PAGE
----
-Preeya

 

Are candidates changing careers for the right reasons?

We asked our recruiters to rate the different reasons people most often give on their application form (or in interview), for wanting to make the move.

Favourable reasons

  • Wanting to work for a charity because you like what they do and they’ve helped someone close to you is thought to be a good reason by 78% of our recruiters.
  • Wanting to do good and/or change the world is looked on favourably by 77% of our recruiters.
  • Wanting to give something back because you can now afford to earn less, or wanting to use your years of experience for good are also well received generally

Unfavourable reasons

  • Wanting to move because you’re sick of working late/fed up having no life out of hours is viewed with suspicion by 66% of our recruiters.
  • Wanting to move so that you can work part-time or flexibly, is thought to be OK by about half of all recruiters, but a significant number (30%) think it’s not the right reason to do it.

So candidates should beware of saying they want a better work/life balance. In fact, thinking a move to a charity will necessarily mean better hours is given as one of the pitfalls career shifters typically fall for.

“Some may think that it will be an easier job and less cut-throat than the private sector, but charity workers generally work over and above their hours, the job can be just as, if not more, stressful and the work/life balance can be just as bad. A lot of charities are small and do not have the finances to have all the resources required therefore jobs can be less defined with more expected of staff than having a very clearly defined role in the private sector. We cover a wide range of roles within our charity when a big company would have much more clearly defined positions without so much cross-over.”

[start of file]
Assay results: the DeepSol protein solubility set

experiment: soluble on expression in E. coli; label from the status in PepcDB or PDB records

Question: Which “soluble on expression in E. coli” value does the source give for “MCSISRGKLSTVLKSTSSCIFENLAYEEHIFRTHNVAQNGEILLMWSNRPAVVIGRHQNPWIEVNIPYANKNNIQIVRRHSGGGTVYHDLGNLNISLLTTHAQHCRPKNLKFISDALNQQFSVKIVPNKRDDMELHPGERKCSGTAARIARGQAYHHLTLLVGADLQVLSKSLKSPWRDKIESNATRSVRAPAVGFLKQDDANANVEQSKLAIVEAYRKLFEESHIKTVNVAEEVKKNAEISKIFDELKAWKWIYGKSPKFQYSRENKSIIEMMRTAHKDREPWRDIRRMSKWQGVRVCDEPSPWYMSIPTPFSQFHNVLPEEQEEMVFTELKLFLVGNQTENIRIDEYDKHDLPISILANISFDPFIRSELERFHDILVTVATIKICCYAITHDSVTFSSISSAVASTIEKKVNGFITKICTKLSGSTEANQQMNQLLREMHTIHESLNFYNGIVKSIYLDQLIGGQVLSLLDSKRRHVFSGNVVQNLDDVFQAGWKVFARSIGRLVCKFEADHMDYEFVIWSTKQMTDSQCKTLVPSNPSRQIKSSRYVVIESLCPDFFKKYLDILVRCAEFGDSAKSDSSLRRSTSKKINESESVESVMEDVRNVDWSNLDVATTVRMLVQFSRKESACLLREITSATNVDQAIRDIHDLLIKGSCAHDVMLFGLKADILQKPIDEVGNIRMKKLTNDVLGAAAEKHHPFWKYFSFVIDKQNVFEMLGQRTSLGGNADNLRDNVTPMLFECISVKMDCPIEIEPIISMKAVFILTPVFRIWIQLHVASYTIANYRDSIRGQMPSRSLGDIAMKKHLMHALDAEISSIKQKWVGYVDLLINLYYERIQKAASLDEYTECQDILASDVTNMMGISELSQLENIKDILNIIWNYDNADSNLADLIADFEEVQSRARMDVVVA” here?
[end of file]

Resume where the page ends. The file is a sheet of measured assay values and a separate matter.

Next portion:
It’s a view also shared by Preeya, Scott and Hannah. But whilst the hours aren’t necessarily easier and it’s not all pink and fluffy, it’s a move they’ll never regret.

“I think there is a tendency to think that because it’s the charity sector, everything is always positive, nothing is ever bad and every day you go home with a spring in your step because you know you’re doing something which makes the world a better place. Although to an extent that is true – you do have a sense that the hard work you’re putting in is really important and worthwhile – it’s also important to remember that it’s a job.

-Preeya